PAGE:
Published November 18, 2012, 05:15 AM

North Dakota Game and Fish Depatrment audits gratis deer license applicants

The North Dakota Game and Fish Department’s audit of nearly 15,000 landowners applying for guaranteed deer licenses this year resulted in a few glitches, but the campaign should improve the process in the long run, a department official says.

By: Brad Dokken, Grand Forks Herald

The North Dakota Game and Fish Department’s audit of nearly 15,000 landowners applying for guaranteed deer licenses this year resulted in a few glitches, but the campaign should improve the process in the long run, a department official says.

Robert Timian, enforcement chief for Game and Fish in Bismarck, said the department routinely samples a small percentage of the applicants for so-called gratis licenses every year. But when a check of 10 percent of the applicants a year ago raised some issues, Timian said the department decided to check every application this year.

That job, which began last spring, fell to the state’s crew of about 30 game wardens, he said, meaning each warden had an average of 500 landowners to verify. In some cases, that meant checking plat books, verifying legal descriptions and investigating properties with multiple owners to ensure applicants met the criteria.

To receive a gratis license, applicants either have to own at least 160 acres of land or lease and actively farm or ranch at least 160 acres. Landowners who receive a gratis tag then are limited to hunting that particular property.

The licenses are free for resident landowners and cost $220 for nonresidents.

“We knew it was going to be a pretty intensive process, but once we got into it, it turned out to be even more time consuming than we thought,” Timian said.

Ownership issues

Changing landownership patterns added to the challenge, Timian said. More property has multiple owners, he said, and some of those owners have structured their deeds to maximize the number of gratis licenses they receive.

“If it’s just you and three others that personally own the land, it’s kind of a gray area,” Timian said. “If you only own 160 acres, you’re not all four going to get a gratis license. But if you own 640, it’s possible each one of you can get a gratis on 160 within the 640.

“It all depends on how you’ve got your ownership set up,” he added. “That’s where it gets complicated.”

The goal of the audit, Timian said, is to make sure the people legally entitled to gratis licenses get them and the ones who aren’t, don’t. Adding to the urgency was a drastic reduction in deer licenses. The department this year offered only 65,300 gun tags, down from 109,950 last year and the lowest number since 1988.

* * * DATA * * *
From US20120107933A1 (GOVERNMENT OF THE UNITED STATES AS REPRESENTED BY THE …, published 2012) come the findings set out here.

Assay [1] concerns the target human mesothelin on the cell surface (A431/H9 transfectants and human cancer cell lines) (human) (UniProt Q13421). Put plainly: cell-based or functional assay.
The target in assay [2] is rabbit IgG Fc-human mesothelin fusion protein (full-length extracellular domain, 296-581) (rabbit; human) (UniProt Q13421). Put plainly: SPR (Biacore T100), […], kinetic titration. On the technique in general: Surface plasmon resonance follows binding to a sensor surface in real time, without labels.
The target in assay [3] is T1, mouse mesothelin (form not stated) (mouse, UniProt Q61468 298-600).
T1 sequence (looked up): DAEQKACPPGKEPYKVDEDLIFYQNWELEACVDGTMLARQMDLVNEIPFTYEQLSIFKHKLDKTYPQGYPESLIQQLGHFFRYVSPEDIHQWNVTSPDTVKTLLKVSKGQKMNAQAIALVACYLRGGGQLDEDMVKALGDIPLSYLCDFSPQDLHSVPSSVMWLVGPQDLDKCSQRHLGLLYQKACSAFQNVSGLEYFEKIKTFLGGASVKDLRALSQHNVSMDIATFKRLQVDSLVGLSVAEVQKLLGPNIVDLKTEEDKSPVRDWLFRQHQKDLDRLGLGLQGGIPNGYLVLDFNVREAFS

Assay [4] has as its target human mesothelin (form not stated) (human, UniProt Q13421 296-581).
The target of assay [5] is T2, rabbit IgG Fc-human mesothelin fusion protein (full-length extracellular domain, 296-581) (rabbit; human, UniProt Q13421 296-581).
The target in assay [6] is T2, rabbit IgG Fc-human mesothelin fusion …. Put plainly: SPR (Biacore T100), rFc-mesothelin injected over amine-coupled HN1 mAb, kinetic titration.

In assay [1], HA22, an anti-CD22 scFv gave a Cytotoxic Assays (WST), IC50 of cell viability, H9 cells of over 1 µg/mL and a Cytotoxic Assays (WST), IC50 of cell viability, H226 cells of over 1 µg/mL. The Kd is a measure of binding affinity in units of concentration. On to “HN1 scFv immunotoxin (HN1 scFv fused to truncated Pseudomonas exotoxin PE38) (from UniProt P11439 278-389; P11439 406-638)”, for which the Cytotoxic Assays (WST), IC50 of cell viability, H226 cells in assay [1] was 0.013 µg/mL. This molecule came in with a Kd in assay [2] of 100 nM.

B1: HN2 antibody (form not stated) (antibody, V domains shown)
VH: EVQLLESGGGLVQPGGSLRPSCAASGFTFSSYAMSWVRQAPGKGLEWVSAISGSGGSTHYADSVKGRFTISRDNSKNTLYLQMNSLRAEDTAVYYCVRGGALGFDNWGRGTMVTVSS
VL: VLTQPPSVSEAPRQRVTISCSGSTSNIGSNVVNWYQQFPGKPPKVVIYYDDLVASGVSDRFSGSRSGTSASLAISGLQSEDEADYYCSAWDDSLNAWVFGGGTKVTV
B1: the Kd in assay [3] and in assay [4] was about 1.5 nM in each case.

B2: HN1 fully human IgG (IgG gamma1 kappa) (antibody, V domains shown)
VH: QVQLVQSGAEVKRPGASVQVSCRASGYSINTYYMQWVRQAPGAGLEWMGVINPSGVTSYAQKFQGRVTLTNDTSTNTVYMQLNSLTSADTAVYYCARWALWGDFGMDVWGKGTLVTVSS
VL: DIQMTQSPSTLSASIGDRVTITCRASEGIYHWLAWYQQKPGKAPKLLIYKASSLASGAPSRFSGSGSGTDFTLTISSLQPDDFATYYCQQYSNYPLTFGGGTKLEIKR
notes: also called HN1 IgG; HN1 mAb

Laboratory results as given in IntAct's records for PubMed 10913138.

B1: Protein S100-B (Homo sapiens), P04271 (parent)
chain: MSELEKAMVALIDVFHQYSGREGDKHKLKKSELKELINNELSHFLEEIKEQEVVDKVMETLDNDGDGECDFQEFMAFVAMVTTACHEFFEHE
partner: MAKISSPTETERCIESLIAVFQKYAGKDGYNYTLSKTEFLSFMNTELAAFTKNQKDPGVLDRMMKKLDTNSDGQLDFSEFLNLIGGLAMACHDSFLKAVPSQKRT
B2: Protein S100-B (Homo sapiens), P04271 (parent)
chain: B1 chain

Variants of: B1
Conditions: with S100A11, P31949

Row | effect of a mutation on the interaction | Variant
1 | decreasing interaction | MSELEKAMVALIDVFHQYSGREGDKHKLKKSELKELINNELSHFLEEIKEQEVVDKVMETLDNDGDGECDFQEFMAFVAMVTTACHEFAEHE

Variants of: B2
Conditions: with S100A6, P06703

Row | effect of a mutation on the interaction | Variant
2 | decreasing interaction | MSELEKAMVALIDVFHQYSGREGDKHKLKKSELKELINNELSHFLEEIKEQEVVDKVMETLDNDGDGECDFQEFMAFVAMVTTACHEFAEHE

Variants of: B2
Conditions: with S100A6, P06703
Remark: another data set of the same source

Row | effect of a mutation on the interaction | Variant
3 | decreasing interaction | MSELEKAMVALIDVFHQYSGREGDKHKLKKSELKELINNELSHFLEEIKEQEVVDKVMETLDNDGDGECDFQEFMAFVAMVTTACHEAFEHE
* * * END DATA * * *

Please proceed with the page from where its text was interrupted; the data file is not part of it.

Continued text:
The more gratis licenses issued, the fewer regular licenses available in the lottery.

Timian said the department received several calls from landowners wondering why they were turned down after receiving gratis licenses in previous years. That doesn’t mean they previously were legal, he said, it just means they might not have been included in the random checks.

In other cases, property descriptions were incorrect on the applications.

“We found a fair number of people in the end who were legally entitled to get a gratis, but they just needed to put the right property description down,” Timian said.

Not happy

Harold Simengaard of Portland, N.D., was among the landowners who encountered problems. Simengaard, 62, said he owns 635 acres, which includes 155 acres on the farmstead where he lives, and applied for his gratis license in May. He got a letter Oct. 29 saying he’d been refused. He furnished the local game warden a copy of his land deed the next day but didn’t receive a gratis tag in time for the Nov. 9 deer season opener.

The matter has been resolved, and he finally got his license in the mail Thursday, but Simengaard said he’s not happy with the process.

“The whole season is basically shot,” he said.

Timian said the percentage of similar problems was low, but that’s of little consolation to landowners who missed out on licenses they were entitled to receive.

“Even if .5 percent of all licenses ended up getting delayed or lost in the system, that’s 75 people, and that’s not good” Timian said. “The ones that called in to me — there wasn’t many — but I’ve apologized to them.”

He said the department was shooting for zero problems, but “sometimes things happen.”

Timian said he’s writing a report based on the audit’s findings for Game and Fish Director Terry Steinwand and expects to have a draft by early December and a completed report in time for the North Dakota legislative session that convenes in January.

“We’re hoping that long-term this will have done some good,” Timian said. “We can improve the system and make a better system out of it — not just the law but internally.”


Dokken reports on outdoors. Call him at (701) 780-1148; (800) 477-6572, ext. 1148; or send email to bdokken@gfherald.com.

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